Boothe willing to take cut with schools

Published 12:00 am Thursday, April 26, 2001

Staff Writer

Alabama’s governor is asking legislators to give up some of their money, just two months after he voiced opposition to legislation that would do just that.

In February, State Rep. Alan Boothe, D-Troy, introduced a bill that would mean less money for them in the event proration is ever declared.

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When House Bill 383 was filed, it has a list of 28 names attached, including those of Boothe and co-sponsor Lesley Vance of Phenix City.

Under current law, the governor can prorate money to any department, office, agency, board, bureau, commission or institution in order to prevent overdraft or deficit in any fiscal year.

On Feb. 2, Gov. Don Siegelman executed such power when he declared a proration of 6.2 percent for the Education Trust Fund.

But, Boothe believes legislators need to stand up against the governor.

Although he realizes "there’s nothing we can do" about the downturn of the economy, Boothe believes there is plenty legislators can do to protect programs in the future.

"The train’s out of the station as far as proration is concerned," Boothe said of what can be done now.

He said it is "a shame the first thing we do is cut the children" as soon as the state gets into financial distress.

"I think it’s wrong to penalize one segment of society more than another," Boothe said. "We need to prorate ourselves before we prorate education."

Instead of taking money from the schools, Boothe believes legislators and others in government should give up some of what they get.

"If we expect them to take the bite, we ought to take the bite with them," Boothe said. "We’re all in this together."

That belief resulted in Boothe having legislation drawn and filed. If passed, the expense allowances for the governor’s mansion, legislators and salaries of the governor’s Cabinet members would be reduced by the same percentage of proration declared for the Education Trust Fund or the General Fund, or both.

"If we expect school children to suffer, legislators should be prorated, too," Boothe said.

The Alabama Constitution of 1901 states salaries of constitutional officers can not be prorated, but other accounts can be.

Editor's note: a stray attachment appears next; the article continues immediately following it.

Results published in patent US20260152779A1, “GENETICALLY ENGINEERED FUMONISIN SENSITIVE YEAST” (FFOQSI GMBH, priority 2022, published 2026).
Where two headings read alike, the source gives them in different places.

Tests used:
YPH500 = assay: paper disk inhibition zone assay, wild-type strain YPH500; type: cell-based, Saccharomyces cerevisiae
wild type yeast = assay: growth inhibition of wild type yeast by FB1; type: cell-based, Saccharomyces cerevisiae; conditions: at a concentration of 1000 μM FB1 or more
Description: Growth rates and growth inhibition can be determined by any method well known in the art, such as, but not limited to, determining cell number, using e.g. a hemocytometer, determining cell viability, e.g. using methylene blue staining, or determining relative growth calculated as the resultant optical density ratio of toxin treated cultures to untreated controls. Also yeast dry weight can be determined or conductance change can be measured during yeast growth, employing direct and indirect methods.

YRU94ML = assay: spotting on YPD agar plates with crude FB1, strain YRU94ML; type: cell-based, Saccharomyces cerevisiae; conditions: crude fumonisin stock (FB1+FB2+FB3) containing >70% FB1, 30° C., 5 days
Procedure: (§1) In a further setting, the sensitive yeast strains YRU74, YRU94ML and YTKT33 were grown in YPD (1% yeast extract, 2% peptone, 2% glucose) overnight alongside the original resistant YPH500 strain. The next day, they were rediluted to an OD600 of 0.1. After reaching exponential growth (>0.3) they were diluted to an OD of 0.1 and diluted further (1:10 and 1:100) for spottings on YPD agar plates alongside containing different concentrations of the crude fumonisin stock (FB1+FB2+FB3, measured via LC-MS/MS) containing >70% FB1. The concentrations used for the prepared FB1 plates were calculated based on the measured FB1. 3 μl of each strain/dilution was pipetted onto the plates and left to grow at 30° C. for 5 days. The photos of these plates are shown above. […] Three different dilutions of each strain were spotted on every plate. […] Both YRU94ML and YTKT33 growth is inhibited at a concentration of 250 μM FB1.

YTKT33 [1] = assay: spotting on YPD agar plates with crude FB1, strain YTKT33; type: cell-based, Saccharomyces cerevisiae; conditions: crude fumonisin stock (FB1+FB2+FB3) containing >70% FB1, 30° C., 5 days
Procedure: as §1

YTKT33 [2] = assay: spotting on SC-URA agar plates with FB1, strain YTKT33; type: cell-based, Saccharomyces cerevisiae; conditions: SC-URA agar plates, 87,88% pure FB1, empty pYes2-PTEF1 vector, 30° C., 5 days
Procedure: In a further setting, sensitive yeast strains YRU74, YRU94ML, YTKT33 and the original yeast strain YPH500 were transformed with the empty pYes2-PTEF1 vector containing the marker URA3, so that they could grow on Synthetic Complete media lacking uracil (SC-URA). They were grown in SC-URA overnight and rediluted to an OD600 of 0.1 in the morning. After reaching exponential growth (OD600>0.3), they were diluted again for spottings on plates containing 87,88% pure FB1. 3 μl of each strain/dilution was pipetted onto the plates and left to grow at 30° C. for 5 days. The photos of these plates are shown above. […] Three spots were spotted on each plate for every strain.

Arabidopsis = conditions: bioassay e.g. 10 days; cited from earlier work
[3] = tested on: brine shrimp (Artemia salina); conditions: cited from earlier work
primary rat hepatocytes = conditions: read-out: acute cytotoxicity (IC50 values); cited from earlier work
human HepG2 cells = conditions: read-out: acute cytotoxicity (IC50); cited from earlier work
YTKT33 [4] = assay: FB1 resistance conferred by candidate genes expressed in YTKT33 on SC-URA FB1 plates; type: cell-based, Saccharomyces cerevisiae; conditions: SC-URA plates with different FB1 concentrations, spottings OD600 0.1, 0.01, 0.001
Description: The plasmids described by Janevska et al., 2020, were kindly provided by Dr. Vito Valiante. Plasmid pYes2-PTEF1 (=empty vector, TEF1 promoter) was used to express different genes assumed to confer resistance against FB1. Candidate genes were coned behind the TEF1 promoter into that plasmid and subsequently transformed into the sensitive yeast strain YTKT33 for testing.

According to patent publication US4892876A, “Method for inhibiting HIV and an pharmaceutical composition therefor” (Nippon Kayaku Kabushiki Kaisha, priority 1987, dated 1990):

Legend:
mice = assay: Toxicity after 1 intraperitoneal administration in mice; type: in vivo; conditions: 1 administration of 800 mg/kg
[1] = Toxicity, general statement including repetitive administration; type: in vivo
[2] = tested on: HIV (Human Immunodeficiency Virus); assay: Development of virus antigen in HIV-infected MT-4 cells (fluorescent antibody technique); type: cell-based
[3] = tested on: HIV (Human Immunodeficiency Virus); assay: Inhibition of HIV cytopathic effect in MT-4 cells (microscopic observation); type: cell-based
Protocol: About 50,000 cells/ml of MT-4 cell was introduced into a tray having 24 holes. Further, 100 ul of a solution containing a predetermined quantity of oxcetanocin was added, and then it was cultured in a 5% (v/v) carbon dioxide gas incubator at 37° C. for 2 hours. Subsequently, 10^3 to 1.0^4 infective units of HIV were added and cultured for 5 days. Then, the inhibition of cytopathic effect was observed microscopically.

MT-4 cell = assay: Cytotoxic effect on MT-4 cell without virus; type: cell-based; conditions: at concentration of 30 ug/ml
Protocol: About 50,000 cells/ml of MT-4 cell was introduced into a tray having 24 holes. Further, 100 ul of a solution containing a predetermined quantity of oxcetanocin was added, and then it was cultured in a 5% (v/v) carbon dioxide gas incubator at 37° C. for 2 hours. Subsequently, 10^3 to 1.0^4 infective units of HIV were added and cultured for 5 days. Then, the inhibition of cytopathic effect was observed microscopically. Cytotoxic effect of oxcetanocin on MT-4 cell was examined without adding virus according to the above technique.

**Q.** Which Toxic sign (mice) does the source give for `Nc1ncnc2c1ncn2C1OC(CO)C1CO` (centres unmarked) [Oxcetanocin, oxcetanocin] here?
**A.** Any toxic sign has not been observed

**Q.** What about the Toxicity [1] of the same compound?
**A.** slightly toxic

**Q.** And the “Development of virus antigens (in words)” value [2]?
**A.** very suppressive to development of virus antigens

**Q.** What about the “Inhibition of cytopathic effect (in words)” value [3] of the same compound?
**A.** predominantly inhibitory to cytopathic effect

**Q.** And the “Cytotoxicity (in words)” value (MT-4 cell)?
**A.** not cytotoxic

Boothe said he introduced the bill as "a wakeup call" to those in state government.

But, not everybody in state government agrees with Boothe, who said representatives of the governor offered their opinions on the bill.

More than two months later, the governor has asked legislators to give up their special project grants, which would amount to about $12 million.

Siegelman has indicated he will give up special project money he gets from the state’s Public School and College Authority if legislators give up their money. The governor has proposed the Public School and College Authority receive $6.5 million from the education budget, next year.

That recent announcement by the governor made Boothe a little hot around the collar.

"I wish he’d come out in favor of my bill," Boothe said regarding the "ironic" announcement made by the governor earlier this week.

A representative of the governor’s office said Siegelman would support Boothe’s bill.

Despite the support of those "willing to take our hit" along with the schools, Boothe has been unable to get his bill out of House committee.

According to estimated figures Boothe was given, $2.3 million would be saved if the proposed legislation was currently in effect.

That money, he said, could go to departments such as the Department of Human Resources, which draws money from the General Fund and the Education Trust Fund, leaving that money in the Education trust fund for other needs.

The act will become effective immediately upon becoming law.